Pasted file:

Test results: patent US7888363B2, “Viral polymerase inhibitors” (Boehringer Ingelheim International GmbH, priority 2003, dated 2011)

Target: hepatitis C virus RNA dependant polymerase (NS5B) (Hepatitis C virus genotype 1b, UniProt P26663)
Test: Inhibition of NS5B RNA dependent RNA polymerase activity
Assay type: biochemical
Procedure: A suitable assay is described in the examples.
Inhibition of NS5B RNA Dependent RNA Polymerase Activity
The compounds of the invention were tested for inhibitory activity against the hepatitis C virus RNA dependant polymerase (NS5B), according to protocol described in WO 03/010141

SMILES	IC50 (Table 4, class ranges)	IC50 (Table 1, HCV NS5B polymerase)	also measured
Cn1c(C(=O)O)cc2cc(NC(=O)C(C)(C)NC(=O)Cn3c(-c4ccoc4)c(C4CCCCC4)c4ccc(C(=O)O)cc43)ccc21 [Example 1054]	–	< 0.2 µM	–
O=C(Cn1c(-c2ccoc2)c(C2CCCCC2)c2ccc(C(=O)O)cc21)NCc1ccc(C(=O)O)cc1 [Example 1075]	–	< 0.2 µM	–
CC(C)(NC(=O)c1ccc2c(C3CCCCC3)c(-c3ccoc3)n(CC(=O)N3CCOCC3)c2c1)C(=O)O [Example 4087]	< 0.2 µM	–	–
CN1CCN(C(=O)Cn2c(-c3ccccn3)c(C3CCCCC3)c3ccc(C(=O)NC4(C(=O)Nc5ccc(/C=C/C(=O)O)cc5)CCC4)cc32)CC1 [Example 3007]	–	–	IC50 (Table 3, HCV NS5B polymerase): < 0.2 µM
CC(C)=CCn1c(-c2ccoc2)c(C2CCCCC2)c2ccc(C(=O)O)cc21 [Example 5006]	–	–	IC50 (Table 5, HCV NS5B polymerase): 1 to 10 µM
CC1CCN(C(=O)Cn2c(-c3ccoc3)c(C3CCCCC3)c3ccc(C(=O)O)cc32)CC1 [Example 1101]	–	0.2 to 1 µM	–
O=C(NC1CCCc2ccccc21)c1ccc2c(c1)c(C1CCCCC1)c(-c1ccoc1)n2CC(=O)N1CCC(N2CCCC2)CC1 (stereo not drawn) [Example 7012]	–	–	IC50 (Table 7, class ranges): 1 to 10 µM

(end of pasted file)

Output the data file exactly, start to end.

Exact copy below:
Test results: patent US7888363B2, “Viral polymerase inhibitors” (Boehringer Ingelheim International GmbH, priority 2003, dated 2011)

Target: hepatitis C virus RNA dependant polymerase (NS5B) (Hepatitis C virus genotype 1b, UniProt P26663)
Test: Inhibition of NS5B RNA dependent RNA polymerase activity
Assay type: biochemical
Procedure: A suitable assay is described in the examples.
Inhibition of NS5B RNA Dependent RNA Polymerase Activity
The compounds of the invention were tested for inhibitory activity against the hepatitis C virus RNA dependant polymerase (NS5B), according to protocol described in WO 03/010141

SMILES	IC50 (Table 4, class ranges)	IC50 (Table 1, HCV NS5B polymerase)	also measured
Cn1c(C(=O)O)cc2cc(NC(=O)C(C)(C)NC(=O)Cn3c(-c4ccoc4)c(C4CCCCC4)c4ccc(C(=O)O)cc43)ccc21 [Example 1054]	–	< 0.2 µM	–
O=C(Cn1c(-c2ccoc2)c(C2CCCCC2)c2ccc(C(=O)O)cc21)NCc1ccc(C(=O)O)cc1 [Example 1075]	–	< 0.2 µM	–
CC(C)(NC(=O)c1ccc2c(C3CCCCC3)c(-c3ccoc3)n(CC(=O)N3CCOCC3)c2c1)C(=O)O [Example 4087]	< 0.2 µM	–	–
CN1CCN(C(=O)Cn2c(-c3ccccn3)c(C3CCCCC3)c3ccc(C(=O)NC4(C(=O)Nc5ccc(/C=C/C(=O)O)cc5)CCC4)cc32)CC1 [Example 3007]	–	–	IC50 (Table 3, HCV NS5B polymerase): < 0.2 µM
CC(C)=CCn1c(-c2ccoc2)c(C2CCCCC2)c2ccc(C(=O)O)cc21 [Example 5006]	–	–	IC50 (Table 5, HCV NS5B polymerase): 1 to 10 µM
CC1CCN(C(=O)Cn2c(-c3ccoc3)c(C3CCCCC3)c3ccc(C(=O)O)cc32)CC1 [Example 1101]	–	0.2 to 1 µM	–
O=C(NC1CCCc2ccccc21)c1ccc2c(c1)c(C1CCCCC1)c(-c1ccoc1)n2CC(=O)N1CCC(N2CCCC2)CC1 (stereo not drawn) [Example 7012]	–	–	IC50 (Table 7, class ranges): 1 to 10 µM